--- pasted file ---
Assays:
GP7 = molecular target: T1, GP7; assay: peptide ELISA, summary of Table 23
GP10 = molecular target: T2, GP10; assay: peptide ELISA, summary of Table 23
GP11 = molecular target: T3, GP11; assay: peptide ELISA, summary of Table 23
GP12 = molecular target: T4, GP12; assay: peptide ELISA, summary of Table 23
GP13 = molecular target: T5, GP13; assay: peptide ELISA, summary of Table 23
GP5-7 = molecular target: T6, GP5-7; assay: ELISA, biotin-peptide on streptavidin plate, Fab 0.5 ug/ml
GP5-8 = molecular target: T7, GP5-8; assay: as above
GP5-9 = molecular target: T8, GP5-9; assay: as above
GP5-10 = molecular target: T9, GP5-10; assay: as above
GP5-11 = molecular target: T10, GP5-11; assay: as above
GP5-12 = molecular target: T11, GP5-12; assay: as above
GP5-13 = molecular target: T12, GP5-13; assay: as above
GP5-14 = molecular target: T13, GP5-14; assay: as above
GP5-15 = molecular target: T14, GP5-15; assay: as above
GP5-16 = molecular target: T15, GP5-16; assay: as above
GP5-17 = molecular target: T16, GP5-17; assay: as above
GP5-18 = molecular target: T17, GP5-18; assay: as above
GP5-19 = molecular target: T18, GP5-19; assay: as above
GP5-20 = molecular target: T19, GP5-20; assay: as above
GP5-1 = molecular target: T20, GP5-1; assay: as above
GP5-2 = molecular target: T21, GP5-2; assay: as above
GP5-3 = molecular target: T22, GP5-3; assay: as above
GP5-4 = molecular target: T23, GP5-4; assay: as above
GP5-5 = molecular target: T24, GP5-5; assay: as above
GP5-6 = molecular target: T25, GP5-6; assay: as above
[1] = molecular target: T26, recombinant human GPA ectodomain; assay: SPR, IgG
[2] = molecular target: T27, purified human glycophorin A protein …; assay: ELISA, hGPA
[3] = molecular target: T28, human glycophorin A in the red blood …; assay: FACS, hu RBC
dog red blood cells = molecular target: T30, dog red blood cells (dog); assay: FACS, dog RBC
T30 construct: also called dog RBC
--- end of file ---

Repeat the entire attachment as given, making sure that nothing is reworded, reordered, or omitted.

Assays:
GP7 = molecular target: T1, GP7; assay: peptide ELISA, summary of Table 23
GP10 = molecular target: T2, GP10; assay: peptide ELISA, summary of Table 23
GP11 = molecular target: T3, GP11; assay: peptide ELISA, summary of Table 23
GP12 = molecular target: T4, GP12; assay: peptide ELISA, summary of Table 23
GP13 = molecular target: T5, GP13; assay: peptide ELISA, summary of Table 23
GP5-7 = molecular target: T6, GP5-7; assay: ELISA, biotin-peptide on streptavidin plate, Fab 0.5 ug/ml
GP5-8 = molecular target: T7, GP5-8; assay: as above
GP5-9 = molecular target: T8, GP5-9; assay: as above
GP5-10 = molecular target: T9, GP5-10; assay: as above
GP5-11 = molecular target: T10, GP5-11; assay: as above
GP5-12 = molecular target: T11, GP5-12; assay: as above
GP5-13 = molecular target: T12, GP5-13; assay: as above
GP5-14 = molecular target: T13, GP5-14; assay: as above
GP5-15 = molecular target: T14, GP5-15; assay: as above
GP5-16 = molecular target: T15, GP5-16; assay: as above
GP5-17 = molecular target: T16, GP5-17; assay: as above
GP5-18 = molecular target: T17, GP5-18; assay: as above
GP5-19 = molecular target: T18, GP5-19; assay: as above
GP5-20 = molecular target: T19, GP5-20; assay: as above
GP5-1 = molecular target: T20, GP5-1; assay: as above
GP5-2 = molecular target: T21, GP5-2; assay: as above
GP5-3 = molecular target: T22, GP5-3; assay: as above
GP5-4 = molecular target: T23, GP5-4; assay: as above
GP5-5 = molecular target: T24, GP5-5; assay: as above
GP5-6 = molecular target: T25, GP5-6; assay: as above
[1] = molecular target: T26, recombinant human GPA ectodomain; assay: SPR, IgG
[2] = molecular target: T27, purified human glycophorin A protein …; assay: ELISA, hGPA
[3] = molecular target: T28, human glycophorin A in the red blood …; assay: FACS, hu RBC
dog red blood cells = molecular target: T30, dog red blood cells (dog); assay: FACS, dog RBC
T30 construct: also called dog RBC